BMW says of the new M 1000 XR that it is “the long distance sports bike meets the highest demands for riding on country roads, for long-distance journeys and on the race track.” That is a lot of pavement to cover – at least there is no mention, or intention, of this bike ever leaving the pavement.
BMW landed on a good idea when the the first S 1000 XR was revealed back in 2015. Looking at the success within their own line-up with the GS models some smart cookie realized that most of those bikes never left the pavement but their riders sure did like the ergonomics, comfort and saddle time made possible by the roomy, upright seating position. Why not go the way of the Multistrada, the original ones, and create a platform with similar ergo but dedicated solely to street riding – oh, right and give the bike obscene gobs of power by borrowing the motor from a dedicated sport bike.
The formula never grabbed sales numbers enjoyed by the big GS bikes, nothing else at Motorrad does, but there were enough buyers to keep the idea and the development afloat. Which brings us to the new M 1000 XR which gives the coveted “M” treatment to the S 1000XR. M standing for more power, more performance and more money. BMW is releasing the M 1000 XR in celebration of the company’s 100th anniversary and plan to make the bike special for the discerning few.
To that end you will get a 200hp and a wet weight of 223kgs which can be reduced even further if you opt for “M Competition Package” which we assume will be even more M for money. To help keep things tidy as you circle the racetrack at a speed approaching 300kph, you will have winglets which according to the company will provide “greater stability, benefit from a lower wheelie tendency and accelerate earlier thanks to the aerodynamic downforce.”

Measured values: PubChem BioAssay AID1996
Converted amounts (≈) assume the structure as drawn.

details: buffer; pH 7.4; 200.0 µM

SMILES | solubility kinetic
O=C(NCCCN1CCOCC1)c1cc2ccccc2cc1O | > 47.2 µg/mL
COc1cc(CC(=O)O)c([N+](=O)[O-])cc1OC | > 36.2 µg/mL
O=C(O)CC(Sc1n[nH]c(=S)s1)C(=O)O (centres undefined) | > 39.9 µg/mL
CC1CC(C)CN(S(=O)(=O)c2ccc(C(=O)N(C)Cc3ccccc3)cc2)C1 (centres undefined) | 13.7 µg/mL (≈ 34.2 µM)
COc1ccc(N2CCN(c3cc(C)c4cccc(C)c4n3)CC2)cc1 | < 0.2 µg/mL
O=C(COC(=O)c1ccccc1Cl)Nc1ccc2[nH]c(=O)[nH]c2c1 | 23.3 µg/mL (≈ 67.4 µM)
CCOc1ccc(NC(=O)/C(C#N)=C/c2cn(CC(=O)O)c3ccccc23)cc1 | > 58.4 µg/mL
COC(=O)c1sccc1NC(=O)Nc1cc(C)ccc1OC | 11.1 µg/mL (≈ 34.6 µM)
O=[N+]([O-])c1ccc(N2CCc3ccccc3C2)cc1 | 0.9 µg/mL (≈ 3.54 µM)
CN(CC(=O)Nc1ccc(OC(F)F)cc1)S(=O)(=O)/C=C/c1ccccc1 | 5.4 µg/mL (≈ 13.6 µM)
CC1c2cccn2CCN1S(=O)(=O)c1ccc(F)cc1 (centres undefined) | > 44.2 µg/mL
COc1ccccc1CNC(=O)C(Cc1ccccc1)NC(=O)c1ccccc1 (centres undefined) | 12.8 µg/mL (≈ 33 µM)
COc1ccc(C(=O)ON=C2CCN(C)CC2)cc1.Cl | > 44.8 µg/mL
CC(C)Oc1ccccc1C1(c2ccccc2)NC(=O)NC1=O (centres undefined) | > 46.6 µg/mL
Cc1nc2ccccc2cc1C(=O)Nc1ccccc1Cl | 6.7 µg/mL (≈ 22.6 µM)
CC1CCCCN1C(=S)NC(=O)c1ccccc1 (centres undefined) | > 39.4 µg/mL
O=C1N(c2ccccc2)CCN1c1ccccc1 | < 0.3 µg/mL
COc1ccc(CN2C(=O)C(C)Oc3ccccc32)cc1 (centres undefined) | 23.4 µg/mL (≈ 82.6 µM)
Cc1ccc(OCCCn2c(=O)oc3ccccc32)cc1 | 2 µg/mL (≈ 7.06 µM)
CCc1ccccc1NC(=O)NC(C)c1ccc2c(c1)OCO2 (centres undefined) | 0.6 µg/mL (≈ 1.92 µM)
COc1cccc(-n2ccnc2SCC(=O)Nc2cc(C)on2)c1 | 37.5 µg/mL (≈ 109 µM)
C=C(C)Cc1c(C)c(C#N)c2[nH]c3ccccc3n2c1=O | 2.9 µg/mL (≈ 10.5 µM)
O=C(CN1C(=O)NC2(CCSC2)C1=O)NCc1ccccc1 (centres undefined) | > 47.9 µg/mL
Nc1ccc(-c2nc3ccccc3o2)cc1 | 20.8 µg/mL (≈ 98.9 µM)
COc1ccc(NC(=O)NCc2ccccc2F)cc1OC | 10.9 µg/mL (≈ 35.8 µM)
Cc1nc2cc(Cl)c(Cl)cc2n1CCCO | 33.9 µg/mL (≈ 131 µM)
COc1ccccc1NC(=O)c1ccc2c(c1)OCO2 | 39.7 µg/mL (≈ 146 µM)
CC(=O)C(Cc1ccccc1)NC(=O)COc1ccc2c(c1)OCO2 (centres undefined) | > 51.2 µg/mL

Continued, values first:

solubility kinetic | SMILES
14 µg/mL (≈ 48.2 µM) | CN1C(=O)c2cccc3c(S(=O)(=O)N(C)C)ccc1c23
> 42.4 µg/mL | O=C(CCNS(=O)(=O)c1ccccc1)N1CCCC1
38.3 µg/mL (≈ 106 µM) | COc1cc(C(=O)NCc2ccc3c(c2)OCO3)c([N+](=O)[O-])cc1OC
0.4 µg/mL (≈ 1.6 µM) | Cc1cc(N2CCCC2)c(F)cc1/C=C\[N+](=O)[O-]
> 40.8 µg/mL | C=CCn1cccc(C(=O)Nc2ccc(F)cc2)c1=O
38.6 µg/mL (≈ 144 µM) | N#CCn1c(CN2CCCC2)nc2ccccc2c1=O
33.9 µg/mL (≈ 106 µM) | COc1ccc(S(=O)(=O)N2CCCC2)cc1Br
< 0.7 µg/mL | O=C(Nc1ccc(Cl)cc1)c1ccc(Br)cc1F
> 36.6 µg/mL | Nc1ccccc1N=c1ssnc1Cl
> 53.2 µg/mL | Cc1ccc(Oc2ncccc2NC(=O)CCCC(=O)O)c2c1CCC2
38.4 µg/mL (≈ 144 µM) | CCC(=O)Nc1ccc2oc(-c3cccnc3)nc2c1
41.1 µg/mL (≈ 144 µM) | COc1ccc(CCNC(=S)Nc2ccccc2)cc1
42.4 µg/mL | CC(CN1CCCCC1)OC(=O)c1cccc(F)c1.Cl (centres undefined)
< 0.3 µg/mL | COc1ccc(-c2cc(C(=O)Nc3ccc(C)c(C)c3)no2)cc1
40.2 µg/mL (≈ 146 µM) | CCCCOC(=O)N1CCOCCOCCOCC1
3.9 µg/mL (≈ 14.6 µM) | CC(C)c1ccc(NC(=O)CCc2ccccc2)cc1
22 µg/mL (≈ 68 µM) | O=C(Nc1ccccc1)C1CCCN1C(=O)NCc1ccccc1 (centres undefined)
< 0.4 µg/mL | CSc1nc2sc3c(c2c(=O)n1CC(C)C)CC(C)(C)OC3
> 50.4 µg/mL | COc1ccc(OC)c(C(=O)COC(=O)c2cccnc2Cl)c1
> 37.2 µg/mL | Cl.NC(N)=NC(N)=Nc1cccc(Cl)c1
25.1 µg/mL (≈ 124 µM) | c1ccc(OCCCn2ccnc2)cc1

There is more so we should use this opportunity to learn about winglets – as they seem to be sprouting on brands of bikes.
The new M XR was given winglets with the aim of ensuring superior riding stability even at high speeds despite increased engine power. They serve in particular to achieve the best possible contact between the wheels and the road surface – especially when accelerating and at high speeds. The additional wheel load on the front wheel counteracts the wheelie tendency during acceleration, the traction control system has to regulate less, more drive power is converted into acceleration and the rider achieves a faster lap time. The specifically front-wheel-oriented seating position ensures better bike control, especially in supersport mode.
The BMW M 1000 XR is still listed as a prototype but the company expects to make further its plans for the bike cleared later this year.